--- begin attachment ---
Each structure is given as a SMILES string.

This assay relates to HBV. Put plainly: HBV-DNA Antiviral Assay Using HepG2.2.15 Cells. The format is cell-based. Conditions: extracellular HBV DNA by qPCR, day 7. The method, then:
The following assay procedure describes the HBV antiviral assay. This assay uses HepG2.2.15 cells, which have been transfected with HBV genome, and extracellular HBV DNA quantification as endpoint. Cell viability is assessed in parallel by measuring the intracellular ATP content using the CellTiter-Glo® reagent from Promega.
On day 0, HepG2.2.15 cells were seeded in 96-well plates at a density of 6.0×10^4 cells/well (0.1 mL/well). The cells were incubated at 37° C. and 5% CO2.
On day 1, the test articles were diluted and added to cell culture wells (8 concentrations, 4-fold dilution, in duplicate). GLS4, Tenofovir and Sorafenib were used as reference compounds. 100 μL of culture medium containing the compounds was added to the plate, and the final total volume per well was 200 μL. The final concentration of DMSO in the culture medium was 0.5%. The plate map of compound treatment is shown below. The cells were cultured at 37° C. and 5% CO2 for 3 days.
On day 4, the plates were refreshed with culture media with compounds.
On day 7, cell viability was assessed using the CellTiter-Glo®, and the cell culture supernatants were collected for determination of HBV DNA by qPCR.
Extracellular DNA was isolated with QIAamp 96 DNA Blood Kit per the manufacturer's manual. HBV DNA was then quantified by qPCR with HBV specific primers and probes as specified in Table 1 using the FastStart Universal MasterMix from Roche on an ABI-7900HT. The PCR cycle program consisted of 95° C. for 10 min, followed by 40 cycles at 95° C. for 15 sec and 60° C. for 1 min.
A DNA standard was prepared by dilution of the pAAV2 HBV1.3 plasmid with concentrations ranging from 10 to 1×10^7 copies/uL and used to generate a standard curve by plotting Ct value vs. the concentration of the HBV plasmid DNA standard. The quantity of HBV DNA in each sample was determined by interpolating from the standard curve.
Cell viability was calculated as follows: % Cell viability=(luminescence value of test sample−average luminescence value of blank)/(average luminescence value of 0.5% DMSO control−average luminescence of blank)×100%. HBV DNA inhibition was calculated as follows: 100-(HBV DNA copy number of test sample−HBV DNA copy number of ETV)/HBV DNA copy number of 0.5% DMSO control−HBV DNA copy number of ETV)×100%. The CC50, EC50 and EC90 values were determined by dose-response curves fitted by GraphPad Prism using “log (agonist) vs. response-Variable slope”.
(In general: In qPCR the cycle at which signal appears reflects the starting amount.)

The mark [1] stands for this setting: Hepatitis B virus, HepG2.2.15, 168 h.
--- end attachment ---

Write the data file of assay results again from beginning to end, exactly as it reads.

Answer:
Each structure is given as a SMILES string.

This assay relates to HBV. Put plainly: HBV-DNA Antiviral Assay Using HepG2.2.15 Cells. The format is cell-based. Conditions: extracellular HBV DNA by qPCR, day 7. The method, then:
The following assay procedure describes the HBV antiviral assay. This assay uses HepG2.2.15 cells, which have been transfected with HBV genome, and extracellular HBV DNA quantification as endpoint. Cell viability is assessed in parallel by measuring the intracellular ATP content using the CellTiter-Glo® reagent from Promega.
On day 0, HepG2.2.15 cells were seeded in 96-well plates at a density of 6.0×10^4 cells/well (0.1 mL/well). The cells were incubated at 37° C. and 5% CO2.
On day 1, the test articles were diluted and added to cell culture wells (8 concentrations, 4-fold dilution, in duplicate). GLS4, Tenofovir and Sorafenib were used as reference compounds. 100 μL of culture medium containing the compounds was added to the plate, and the final total volume per well was 200 μL. The final concentration of DMSO in the culture medium was 0.5%. The plate map of compound treatment is shown below. The cells were cultured at 37° C. and 5% CO2 for 3 days.
On day 4, the plates were refreshed with culture media with compounds.
On day 7, cell viability was assessed using the CellTiter-Glo®, and the cell culture supernatants were collected for determination of HBV DNA by qPCR.
Extracellular DNA was isolated with QIAamp 96 DNA Blood Kit per the manufacturer's manual. HBV DNA was then quantified by qPCR with HBV specific primers and probes as specified in Table 1 using the FastStart Universal MasterMix from Roche on an ABI-7900HT. The PCR cycle program consisted of 95° C. for 10 min, followed by 40 cycles at 95° C. for 15 sec and 60° C. for 1 min.
A DNA standard was prepared by dilution of the pAAV2 HBV1.3 plasmid with concentrations ranging from 10 to 1×10^7 copies/uL and used to generate a standard curve by plotting Ct value vs. the concentration of the HBV plasmid DNA standard. The quantity of HBV DNA in each sample was determined by interpolating from the standard curve.
Cell viability was calculated as follows: % Cell viability=(luminescence value of test sample−average luminescence value of blank)/(average luminescence value of 0.5% DMSO control−average luminescence of blank)×100%. HBV DNA inhibition was calculated as follows: 100-(HBV DNA copy number of test sample−HBV DNA copy number of ETV)/HBV DNA copy number of 0.5% DMSO control−HBV DNA copy number of ETV)×100%. The CC50, EC50 and EC90 values were determined by dose-response curves fitted by GraphPad Prism using “log (agonist) vs. response-Variable slope”.
(In general: In qPCR the cycle at which signal appears reflects the starting amount.)

The mark [1] stands for this setting: Hepatitis B virus, HepG2.2.15, 168 h.